Drugstores CVS and Walgreens were tapped by the Trump administration to administer vaccines to long-term care and assisted living centers, a program that has at times been criticized for its slow pace and missteps.

Some nursing homes were holding onto shipments of vaccines — sometimes for weeks — before clinicians came to administer them. The sluggish pace led to pushes from states to take vaccines from those caches to be used elsewhere.

Nevertheless, CVS said it’s completed two visits each to 130 long-term care facilities and Walgreens has completed 86% of its second visits to more than 144 facilities that it’s partnered with. Both are in the early stages of returning for a third and final visit to administer remaining booster shots to residents and staff.

Another possibility for the sharp decline within nursing homes could be due to the thousands of residents and staff who’ve already contracted the virus, even unknowingly.

More than nearly 14,000 residents and over 10,000 employees have tested positive for the virus since March, according to the latest state health department data. Though the number of people living in nursing homes changes, an average of about 22,000 people have been living in nursing homes since last May.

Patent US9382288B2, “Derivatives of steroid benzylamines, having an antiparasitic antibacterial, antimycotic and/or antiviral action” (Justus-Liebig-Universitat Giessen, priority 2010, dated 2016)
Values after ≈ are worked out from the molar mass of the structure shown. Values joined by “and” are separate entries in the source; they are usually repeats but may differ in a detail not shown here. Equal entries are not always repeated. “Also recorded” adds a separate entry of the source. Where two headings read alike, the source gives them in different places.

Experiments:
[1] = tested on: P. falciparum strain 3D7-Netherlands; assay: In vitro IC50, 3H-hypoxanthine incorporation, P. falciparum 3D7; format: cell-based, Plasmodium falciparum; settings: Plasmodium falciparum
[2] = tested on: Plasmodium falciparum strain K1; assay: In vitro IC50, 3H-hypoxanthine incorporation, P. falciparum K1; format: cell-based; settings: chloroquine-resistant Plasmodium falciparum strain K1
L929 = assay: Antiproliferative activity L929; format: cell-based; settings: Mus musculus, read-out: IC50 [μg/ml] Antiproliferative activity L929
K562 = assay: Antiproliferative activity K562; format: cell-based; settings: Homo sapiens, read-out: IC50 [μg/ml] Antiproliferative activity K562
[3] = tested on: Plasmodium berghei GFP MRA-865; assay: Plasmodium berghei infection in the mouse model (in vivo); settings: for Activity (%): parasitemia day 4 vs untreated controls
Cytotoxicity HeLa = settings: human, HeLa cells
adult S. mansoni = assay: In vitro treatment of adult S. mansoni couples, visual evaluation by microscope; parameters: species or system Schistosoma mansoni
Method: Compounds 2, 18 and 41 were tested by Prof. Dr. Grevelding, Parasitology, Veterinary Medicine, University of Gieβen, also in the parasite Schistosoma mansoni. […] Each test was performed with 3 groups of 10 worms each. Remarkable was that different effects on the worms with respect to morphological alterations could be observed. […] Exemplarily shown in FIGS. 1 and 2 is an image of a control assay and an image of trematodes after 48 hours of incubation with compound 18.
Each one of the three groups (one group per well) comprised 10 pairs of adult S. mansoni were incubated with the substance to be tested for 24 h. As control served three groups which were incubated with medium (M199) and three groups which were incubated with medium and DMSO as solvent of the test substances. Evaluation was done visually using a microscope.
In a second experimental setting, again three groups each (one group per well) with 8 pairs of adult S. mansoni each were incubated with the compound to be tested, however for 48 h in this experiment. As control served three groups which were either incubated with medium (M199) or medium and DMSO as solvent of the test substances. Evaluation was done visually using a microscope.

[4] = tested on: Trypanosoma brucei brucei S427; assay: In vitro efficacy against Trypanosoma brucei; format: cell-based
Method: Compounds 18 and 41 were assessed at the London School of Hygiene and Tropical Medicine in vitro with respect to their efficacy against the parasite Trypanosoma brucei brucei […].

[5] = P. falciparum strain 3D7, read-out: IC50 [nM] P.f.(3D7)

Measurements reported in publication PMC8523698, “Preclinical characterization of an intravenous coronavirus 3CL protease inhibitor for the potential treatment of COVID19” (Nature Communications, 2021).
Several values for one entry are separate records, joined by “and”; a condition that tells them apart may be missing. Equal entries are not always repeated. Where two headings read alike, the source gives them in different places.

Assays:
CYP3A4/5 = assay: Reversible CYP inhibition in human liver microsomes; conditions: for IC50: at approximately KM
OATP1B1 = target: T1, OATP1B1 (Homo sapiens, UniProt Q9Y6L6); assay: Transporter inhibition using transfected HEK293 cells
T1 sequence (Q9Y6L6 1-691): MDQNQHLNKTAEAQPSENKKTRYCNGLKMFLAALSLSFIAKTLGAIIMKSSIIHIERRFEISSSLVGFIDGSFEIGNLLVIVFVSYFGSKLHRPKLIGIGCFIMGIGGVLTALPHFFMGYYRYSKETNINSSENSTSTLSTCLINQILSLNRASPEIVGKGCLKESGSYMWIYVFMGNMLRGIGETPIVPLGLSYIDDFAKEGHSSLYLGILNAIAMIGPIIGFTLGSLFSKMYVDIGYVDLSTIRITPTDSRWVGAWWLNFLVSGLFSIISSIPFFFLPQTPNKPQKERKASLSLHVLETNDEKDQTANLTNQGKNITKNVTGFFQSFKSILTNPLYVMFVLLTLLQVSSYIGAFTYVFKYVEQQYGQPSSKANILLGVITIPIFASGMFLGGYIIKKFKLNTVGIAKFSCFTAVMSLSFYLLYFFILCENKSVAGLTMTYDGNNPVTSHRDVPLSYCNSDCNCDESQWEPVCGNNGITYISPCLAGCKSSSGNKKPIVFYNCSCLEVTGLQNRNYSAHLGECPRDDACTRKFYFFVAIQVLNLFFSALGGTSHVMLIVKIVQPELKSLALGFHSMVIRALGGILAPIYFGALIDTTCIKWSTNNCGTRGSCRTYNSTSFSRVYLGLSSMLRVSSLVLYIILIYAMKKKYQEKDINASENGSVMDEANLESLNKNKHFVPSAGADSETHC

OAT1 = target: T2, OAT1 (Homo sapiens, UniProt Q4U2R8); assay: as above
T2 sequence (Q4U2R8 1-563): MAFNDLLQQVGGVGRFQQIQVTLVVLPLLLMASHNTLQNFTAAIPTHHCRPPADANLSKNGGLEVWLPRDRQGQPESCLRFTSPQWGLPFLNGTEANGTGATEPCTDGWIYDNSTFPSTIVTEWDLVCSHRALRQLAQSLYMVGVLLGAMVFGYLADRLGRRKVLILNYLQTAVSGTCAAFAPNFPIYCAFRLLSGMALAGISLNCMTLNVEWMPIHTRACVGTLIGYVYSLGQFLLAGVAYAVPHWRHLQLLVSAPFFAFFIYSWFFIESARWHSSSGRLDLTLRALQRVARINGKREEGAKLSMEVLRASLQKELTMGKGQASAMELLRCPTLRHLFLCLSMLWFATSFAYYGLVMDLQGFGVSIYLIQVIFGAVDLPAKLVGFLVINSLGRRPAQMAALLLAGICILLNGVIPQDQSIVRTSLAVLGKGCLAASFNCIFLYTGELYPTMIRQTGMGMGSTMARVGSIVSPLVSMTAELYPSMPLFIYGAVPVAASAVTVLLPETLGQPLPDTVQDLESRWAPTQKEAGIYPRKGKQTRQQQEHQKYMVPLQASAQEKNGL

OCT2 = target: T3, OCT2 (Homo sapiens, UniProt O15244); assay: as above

“Even if they haven’t gotten both doses into the arms of residents, the fact that many of them would have had preexisting covid exposure is something to factor in,” Hassig said. “At least getting the first dose in could very well provide substantial benefit.”

More than a half-million Louisianans have received the vaccine, and the recent authorization of a one-dose shot made by Johnson & Johnson could give the effort to inoculate Americans a jolt in the coming weeks.

Vaccinations are the key to a return to normalcy and curbing the number of people who get severely sick and require hospitalization, Sokol said.

"That is our best hope that we're seeing the light of the end of the tunnel,” she said. "But It's not behind us yet, we're still going to have to be very vigilant.”